Stop Your Best Employees From Leaving

Joe
Joe Sherren
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The two biggest challenges that organizations will be facing over the next few years is hiring the right people and keeping the best and brightest from leaving.

In past articles I have talked about strategies for hiring the most appropriate people. If you have been applying some of those principles, great work. Now, you can improve your retention techniques.

The average employee turnover is 14.4 per cent annually, according to the Bureau of National Affairs. Rates are on the rise. High turnover increases costs and lowers productivity. Researchers have studied the hard-dollar costs of losing valued employees.

Labor Statistics estimates average cost to replace a labour worker in private industry at $13,996. Other studies have shown that for professionals, it is one and a half times their annual salary.

There are many indirect costs not captured by the statistics and some of these hidden costs can significantly outweigh the traditional, hard-dollar calculations. Organizations are incurring huge, unseen losses in productivity, customer satisfaction, reputation among job-seekers and in the morale of the departing employee’s co-workers.

Estimates have determined that the knowledge loss cost of a departed employee can be as high as 50 per cent of that employee’s salary for the year; and this figure grows by 10 per cent for each year of employment.

A few years back, PWC published findings of 19,000 exit interviews within their organization. A key questions asked of employees was simply, “What was their reason for leaving?” The four most common reasons of dissatisfaction were:

1. Limited career opportunities; 2. Supervisor did not show respect and did not support them; 3. Compensation; 4. Job duties were boring and they did not feel challenged.

 This is consistent with the findings discovered by a Gallop Poll in which employees from 44 organizations and 10,600 business units were interviewed. Gallup found an almost identical top four reasons for employees voluntarily leaving.

Now that we have a better understanding why good employees are voluntarily leaving, we can take management action.

Notice that compensation was third behind opportunity and respect. When you go deeper in the topic of compensation, it is more about fairness and how their companies keep employees who do not pull their weight and do not do their fair share. Many organizations still maintain a culture of paying for seniority, even if individuals do not perform and display negative attitudes. High performing constructive employees will not stay in that environment.

On the other hand, managers should be concerned about staff who are only focused on money. Why? Because, that often shows they don’t place much value in other areas of a constructive workplace like culture, training and career development. It is also a signal of other issues as it is easier to ask for a raise than it is to ask for respect.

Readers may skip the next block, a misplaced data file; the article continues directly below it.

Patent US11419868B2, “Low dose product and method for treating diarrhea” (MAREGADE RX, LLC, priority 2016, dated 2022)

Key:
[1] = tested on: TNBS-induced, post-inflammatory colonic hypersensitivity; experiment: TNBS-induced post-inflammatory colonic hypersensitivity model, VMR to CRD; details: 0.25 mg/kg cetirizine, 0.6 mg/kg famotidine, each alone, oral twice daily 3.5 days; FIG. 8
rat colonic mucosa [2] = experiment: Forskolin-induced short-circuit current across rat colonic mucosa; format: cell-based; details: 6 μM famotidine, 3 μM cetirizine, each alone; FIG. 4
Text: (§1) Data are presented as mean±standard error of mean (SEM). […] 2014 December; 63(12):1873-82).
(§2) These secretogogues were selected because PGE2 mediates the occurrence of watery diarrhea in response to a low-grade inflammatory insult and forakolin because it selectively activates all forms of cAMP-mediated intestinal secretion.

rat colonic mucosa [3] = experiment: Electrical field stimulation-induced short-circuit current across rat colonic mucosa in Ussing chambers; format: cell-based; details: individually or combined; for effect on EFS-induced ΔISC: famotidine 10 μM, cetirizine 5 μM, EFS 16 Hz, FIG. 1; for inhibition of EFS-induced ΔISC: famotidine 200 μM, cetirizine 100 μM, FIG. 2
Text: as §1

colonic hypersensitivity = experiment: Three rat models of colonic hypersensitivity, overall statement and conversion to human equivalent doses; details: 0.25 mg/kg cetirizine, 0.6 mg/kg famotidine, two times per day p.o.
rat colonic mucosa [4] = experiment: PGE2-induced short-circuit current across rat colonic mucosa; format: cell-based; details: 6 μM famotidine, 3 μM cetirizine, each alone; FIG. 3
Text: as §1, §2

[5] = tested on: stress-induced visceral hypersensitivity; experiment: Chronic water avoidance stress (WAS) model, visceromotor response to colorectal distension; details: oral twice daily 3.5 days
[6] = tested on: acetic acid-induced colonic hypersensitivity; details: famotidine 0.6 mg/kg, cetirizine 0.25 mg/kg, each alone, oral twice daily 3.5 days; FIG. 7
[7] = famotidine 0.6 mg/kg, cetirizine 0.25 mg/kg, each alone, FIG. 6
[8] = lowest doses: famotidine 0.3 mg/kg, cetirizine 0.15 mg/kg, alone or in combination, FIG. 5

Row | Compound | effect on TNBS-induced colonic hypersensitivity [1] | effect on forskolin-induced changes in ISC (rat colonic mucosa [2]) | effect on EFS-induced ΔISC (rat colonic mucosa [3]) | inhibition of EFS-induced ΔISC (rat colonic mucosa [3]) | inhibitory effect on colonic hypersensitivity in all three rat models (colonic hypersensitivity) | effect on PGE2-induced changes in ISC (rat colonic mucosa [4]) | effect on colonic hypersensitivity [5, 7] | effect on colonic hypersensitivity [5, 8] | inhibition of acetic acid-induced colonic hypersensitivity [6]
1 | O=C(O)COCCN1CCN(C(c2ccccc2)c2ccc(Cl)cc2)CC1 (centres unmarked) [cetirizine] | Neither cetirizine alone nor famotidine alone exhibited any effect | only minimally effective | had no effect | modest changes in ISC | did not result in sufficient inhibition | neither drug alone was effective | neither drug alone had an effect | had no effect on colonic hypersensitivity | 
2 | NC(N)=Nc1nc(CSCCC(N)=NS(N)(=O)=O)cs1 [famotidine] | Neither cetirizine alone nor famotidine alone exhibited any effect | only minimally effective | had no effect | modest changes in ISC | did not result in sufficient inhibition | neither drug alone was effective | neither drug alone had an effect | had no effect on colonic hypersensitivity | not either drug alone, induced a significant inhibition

A recent report suggests that around 86 per cent of employees plan to look for a new job in 2013 a sharp increase since 2009. What are most employees really looking for? As with everything in the area of talent management, there is no one simple answer. It appears that job stress is relevant. Stress occurs when employees do not feel like they are in control of how they do their jobs. Unfortunately, many managers have not been trained to develop their people so they can delegate appropriately and empower their more competent staff.

What can the organization do?

Managers must take the time to coach staff appropriately. Managers often say to me that they just do not have the time. The organizations must ensure that their managers are managing people rather than only production.

To remain effective, managers must have a mindset of continuous learning. The skills that made a manager successful in the past are not enough anymore. Top companies I work with mandate that their managers receive management skills training every year. All employees want to know the big picture and will perform better when there is a high level of trust and transparency. Companies need to be able to react to market shifts quickly. Only if employees have all the information necessary and trust their manager will they be able and willing to do this.

My question for managers this week is, “What is your organization doing to develop managers’ skills which will retain the best and most productive of your employees”?

Joseph Sherren, CSP, HoF, P.E.I.’s Management Effectiveness Expert, has spoken to more than 4,000 audiences in over 25 countries worldwide. For information on workshops and speaking, contact Kevin at (902) 393-7177.

Organizations: Bureau of National Affairs

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Recent comments

  • intobed
    February 09, 2013 - 17:56

    Nice words Joe. Unfortunately, most positions on PEI are low wage, and the employers look at their employees like kleenex. Use it until it is all used up, then throw it away. There are always more tissues in the box. Several years ago I had a discussion with the HR manager of a major company here in PEI. He told me he certainly would not pay for training for his IT staff. That would lead them to have more qualifications, and they would just leave to get a better position elsewhere.

  • Sheila
    February 09, 2013 - 07:27

    I always advise managers to hold retention interviews with their best people a couple of time a year.